Guest post from Jen Vargas of Central Florida Top 5
As a young kid in class, I was a total right-brainer and scared of anything science related, particularly mathematics. Science was all a bunch of weird symbols I didn’t recognize, smelly chemicals and numbers jumbled about in puzzling ways that were too hard for me to figure out. My teachers tried their best but they couldn’t make this confusing world interesting for me. That is, until I discovered a secret world of science learning – on television!
In the 1980s and 1990s, this new form of pop culture infotainment changed my view on science, technology and mathematics. I got to learn “How Stuff Works” on Nickelodeon’s Mr. Wizard’s World. I helped solve crimes using science with PBS’s Bloodhound Gang on 3-2-1 Contact and my neighbors at Sesame Street made counting fun! If I had to personally credit one show it would be Square One Television, which completely shifted my view on all of this. Why? It made learning FUN and I could apply these entertaining lessons to my every kid life, in and outside of the classroom!
Comedy sketches, game shows, episodic mysteries and music videos (which were huge back then) about angles, multiplying, problem solving… I’m not kidding. Thanks to a Google search, over twenty years after the fact, I still enjoy the song “Angle Dance.” Thanks to this entertaining approach to science and mathematics education early in life, my great respect for the concept of STEAM (Science, Technology, Engineering, Art and Mathematics) was born.
Today, being a ‘kid of science’ is COOL! If you have ever visited ThinkGeek.com, you know what I mean. There are infinitely more ways to discover the world of science and technology beyond television and film. Smartphone games and applications from NASA, Sid the Science Kid, Umizoomi and Codeacademy to name a few, reach fresh minds and keep them thinking. I love seeing every day scientists and educators become SCI-lebrities, like Astrophysicist and host of Cosmos and StarTalk, Neil deGrasse Tyson, Physicist Brian Cox, OBE and Bill Nye (The Science Guy)!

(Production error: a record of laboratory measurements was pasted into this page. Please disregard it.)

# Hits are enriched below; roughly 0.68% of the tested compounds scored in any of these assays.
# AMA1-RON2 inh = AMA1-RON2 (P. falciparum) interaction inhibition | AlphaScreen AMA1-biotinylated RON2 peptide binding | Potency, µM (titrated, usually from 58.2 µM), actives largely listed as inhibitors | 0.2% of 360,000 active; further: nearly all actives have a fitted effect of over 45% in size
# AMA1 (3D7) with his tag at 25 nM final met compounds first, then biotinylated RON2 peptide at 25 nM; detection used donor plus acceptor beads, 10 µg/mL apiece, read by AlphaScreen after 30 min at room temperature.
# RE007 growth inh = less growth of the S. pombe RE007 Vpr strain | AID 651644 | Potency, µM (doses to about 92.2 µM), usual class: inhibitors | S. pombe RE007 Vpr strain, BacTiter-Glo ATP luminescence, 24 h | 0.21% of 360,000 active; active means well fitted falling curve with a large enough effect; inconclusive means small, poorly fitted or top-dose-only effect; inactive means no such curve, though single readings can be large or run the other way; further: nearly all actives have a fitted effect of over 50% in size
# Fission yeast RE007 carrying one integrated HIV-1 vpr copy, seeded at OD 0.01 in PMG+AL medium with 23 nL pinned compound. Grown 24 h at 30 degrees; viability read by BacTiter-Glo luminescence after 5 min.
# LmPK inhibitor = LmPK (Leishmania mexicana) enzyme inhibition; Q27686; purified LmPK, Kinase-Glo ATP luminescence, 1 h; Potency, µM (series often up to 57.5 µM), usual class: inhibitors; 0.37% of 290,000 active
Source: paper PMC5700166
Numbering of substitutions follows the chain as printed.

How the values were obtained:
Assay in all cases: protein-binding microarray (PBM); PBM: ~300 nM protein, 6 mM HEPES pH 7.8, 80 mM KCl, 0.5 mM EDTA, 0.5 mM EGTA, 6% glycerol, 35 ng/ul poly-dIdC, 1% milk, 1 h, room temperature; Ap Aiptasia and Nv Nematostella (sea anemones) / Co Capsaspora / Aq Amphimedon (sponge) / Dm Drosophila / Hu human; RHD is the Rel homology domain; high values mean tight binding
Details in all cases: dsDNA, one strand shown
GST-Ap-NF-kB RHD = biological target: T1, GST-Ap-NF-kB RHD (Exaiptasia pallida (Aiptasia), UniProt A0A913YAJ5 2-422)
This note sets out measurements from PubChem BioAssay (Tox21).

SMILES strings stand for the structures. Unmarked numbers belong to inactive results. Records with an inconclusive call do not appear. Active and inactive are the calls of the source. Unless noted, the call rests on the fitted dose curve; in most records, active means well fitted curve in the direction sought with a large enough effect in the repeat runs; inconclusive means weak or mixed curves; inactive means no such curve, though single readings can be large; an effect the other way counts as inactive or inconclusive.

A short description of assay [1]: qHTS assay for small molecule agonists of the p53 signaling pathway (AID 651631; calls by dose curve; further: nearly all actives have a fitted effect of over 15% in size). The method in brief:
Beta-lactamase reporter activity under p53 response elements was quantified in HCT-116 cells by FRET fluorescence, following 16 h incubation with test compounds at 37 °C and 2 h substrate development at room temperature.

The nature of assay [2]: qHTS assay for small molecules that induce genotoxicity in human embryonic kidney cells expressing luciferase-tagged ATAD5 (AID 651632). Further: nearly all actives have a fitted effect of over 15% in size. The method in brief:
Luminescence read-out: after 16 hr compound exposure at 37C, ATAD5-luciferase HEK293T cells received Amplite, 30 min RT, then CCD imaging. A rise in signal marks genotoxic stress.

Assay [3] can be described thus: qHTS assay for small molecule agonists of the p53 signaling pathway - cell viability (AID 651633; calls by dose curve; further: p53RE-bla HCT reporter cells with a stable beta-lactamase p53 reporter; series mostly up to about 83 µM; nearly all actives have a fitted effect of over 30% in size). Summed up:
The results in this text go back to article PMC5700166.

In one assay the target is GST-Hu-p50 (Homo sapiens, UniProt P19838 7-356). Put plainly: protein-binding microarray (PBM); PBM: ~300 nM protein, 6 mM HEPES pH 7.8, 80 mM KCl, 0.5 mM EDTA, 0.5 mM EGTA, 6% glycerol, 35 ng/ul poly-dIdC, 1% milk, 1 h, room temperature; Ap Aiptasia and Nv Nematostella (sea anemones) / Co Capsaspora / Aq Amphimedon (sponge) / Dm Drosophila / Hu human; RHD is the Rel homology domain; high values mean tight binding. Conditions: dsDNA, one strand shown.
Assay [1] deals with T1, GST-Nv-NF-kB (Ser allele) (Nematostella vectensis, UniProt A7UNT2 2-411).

Interactive events like Otronicon and Maker Faire are taking the learning beyond the next level for kids. I couldn’t imagine learning how to solder or program a computer in elementary or even middle school. In today’s world, kids are programming and assembling ROBOTS. How awesome is that?! Adults can get in on the action too thanks to events like Science of Wine and Science Night Live.
As an adult I remain science inspired daily by, of all things, social media. For example, in 2009, the National Aeronautics and Space Administration (NASA) began hosting a series of meet ups with space enthusiasts on Twitter called ‘NASATweetup,’ later renamed ‘NASASocial’ to encompass all social media platforms. With these socials, speakers from all walks of science share information on what to look for in the near and distant future. Also great learning tools for all ages are Twitter chats, Facebook groups and informative YouTube feeds like ASAP Science.
ABOUT THE AUTHOR
Jen Vargas is a TV, film and social media producer based in Orlando. She is the producer/host of Enzian FilmSlam, and serves on the Board of Directors of Woman in Film and Television Florida. Vargas is the founder of Wearables4Good and is the managing editor of CentralFloridaTop5.com.